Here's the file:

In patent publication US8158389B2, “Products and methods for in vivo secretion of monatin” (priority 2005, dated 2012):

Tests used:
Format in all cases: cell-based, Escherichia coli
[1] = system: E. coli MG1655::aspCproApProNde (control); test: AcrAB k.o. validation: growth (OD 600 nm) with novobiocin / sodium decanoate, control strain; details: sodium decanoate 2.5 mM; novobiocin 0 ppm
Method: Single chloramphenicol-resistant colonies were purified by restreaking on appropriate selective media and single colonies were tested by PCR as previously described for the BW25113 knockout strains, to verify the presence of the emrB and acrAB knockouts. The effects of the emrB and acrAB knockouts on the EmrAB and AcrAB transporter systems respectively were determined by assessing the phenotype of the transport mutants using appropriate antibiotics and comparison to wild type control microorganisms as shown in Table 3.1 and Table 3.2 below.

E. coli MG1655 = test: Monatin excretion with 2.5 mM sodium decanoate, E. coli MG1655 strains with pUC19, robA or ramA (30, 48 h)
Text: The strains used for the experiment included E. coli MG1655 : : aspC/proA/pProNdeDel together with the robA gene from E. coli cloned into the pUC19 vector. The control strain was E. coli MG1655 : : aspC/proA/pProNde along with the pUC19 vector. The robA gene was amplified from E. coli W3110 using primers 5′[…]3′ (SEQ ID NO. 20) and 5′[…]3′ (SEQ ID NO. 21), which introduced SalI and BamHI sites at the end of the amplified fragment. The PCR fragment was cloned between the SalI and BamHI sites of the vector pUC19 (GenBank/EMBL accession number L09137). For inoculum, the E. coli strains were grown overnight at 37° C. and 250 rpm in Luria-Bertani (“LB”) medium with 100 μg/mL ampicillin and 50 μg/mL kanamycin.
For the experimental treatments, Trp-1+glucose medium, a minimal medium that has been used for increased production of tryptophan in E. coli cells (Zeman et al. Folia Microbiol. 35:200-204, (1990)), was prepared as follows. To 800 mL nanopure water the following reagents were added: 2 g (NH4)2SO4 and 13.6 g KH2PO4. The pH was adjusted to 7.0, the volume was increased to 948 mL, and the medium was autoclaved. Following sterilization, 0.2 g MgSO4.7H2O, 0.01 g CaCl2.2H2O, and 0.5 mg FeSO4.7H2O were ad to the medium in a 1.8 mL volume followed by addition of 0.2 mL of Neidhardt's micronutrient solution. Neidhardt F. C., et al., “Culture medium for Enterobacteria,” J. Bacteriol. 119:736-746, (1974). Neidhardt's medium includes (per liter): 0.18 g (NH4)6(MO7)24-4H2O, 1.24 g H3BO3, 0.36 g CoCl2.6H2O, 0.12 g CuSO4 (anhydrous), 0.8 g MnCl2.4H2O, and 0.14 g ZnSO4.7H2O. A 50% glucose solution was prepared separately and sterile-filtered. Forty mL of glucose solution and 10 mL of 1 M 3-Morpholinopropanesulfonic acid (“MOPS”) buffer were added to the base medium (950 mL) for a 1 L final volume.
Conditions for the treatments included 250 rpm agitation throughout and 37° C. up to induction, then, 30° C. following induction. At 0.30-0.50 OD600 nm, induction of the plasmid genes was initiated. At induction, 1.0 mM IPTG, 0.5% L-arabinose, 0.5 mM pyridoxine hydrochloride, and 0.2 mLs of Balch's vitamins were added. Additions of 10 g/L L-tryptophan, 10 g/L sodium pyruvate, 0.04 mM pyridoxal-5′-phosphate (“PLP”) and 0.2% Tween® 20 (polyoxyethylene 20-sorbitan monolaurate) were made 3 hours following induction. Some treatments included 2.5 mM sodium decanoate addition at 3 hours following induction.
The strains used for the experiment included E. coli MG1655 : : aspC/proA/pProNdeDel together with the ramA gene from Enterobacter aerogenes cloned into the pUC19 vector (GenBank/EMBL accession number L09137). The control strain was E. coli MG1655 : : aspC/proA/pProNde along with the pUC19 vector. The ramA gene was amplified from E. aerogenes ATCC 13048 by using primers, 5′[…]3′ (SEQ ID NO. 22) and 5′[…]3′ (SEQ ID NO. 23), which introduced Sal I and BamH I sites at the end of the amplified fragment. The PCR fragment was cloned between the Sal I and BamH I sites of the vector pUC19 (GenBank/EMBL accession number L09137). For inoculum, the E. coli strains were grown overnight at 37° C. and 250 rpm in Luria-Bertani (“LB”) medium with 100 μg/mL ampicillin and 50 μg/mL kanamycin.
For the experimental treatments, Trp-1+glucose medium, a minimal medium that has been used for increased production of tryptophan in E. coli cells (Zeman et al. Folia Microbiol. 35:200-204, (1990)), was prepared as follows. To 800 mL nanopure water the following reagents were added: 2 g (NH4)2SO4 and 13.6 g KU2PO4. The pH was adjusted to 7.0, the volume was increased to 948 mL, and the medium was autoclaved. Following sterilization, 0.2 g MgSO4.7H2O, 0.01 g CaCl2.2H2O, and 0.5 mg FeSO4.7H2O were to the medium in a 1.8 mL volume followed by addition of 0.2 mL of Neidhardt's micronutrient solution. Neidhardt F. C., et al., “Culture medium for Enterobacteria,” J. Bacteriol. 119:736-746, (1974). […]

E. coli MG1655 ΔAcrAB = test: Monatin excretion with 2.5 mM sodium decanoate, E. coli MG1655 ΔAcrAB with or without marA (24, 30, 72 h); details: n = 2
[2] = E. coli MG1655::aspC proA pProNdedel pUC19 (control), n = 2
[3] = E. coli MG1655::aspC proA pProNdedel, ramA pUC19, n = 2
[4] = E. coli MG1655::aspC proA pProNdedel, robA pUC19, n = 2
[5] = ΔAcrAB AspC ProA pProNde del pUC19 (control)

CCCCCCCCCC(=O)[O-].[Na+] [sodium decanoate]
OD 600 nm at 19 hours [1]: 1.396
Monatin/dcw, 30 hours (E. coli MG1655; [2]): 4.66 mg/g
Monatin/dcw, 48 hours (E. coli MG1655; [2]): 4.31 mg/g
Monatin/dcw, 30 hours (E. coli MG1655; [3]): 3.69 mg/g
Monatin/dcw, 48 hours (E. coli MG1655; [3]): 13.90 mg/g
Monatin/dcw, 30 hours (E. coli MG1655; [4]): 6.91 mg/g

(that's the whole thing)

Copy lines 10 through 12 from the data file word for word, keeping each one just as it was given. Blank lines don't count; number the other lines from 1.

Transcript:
The strains used for the experiment included E. coli MG1655 : : aspC/proA/pProNdeDel together with the ramA gene from Enterobacter aerogenes cloned into the pUC19 vector (GenBank/EMBL accession number L09137). The control strain was E. coli MG1655 : : aspC/proA/pProNde along with the pUC19 vector. The ramA gene was amplified from E. aerogenes ATCC 13048 by using primers, 5′[…]3′ (SEQ ID NO. 22) and 5′[…]3′ (SEQ ID NO. 23), which introduced Sal I and BamH I sites at the end of the amplified fragment. The PCR fragment was cloned between the Sal I and BamH I sites of the vector pUC19 (GenBank/EMBL accession number L09137). For inoculum, the E. coli strains were grown overnight at 37° C. and 250 rpm in Luria-Bertani (“LB”) medium with 100 μg/mL ampicillin and 50 μg/mL kanamycin.
For the experimental treatments, Trp-1+glucose medium, a minimal medium that has been used for increased production of tryptophan in E. coli cells (Zeman et al. Folia Microbiol. 35:200-204, (1990)), was prepared as follows. To 800 mL nanopure water the following reagents were added: 2 g (NH4)2SO4 and 13.6 g KU2PO4. The pH was adjusted to 7.0, the volume was increased to 948 mL, and the medium was autoclaved. Following sterilization, 0.2 g MgSO4.7H2O, 0.01 g CaCl2.2H2O, and 0.5 mg FeSO4.7H2O were to the medium in a 1.8 mL volume followed by addition of 0.2 mL of Neidhardt's micronutrient solution. Neidhardt F. C., et al., “Culture medium for Enterobacteria,” J. Bacteriol. 119:736-746, (1974). […]

E. coli MG1655 ΔAcrAB = test: Monatin excretion with 2.5 mM sodium decanoate, E. coli MG1655 ΔAcrAB with or without marA (24, 30, 72 h); details: n = 2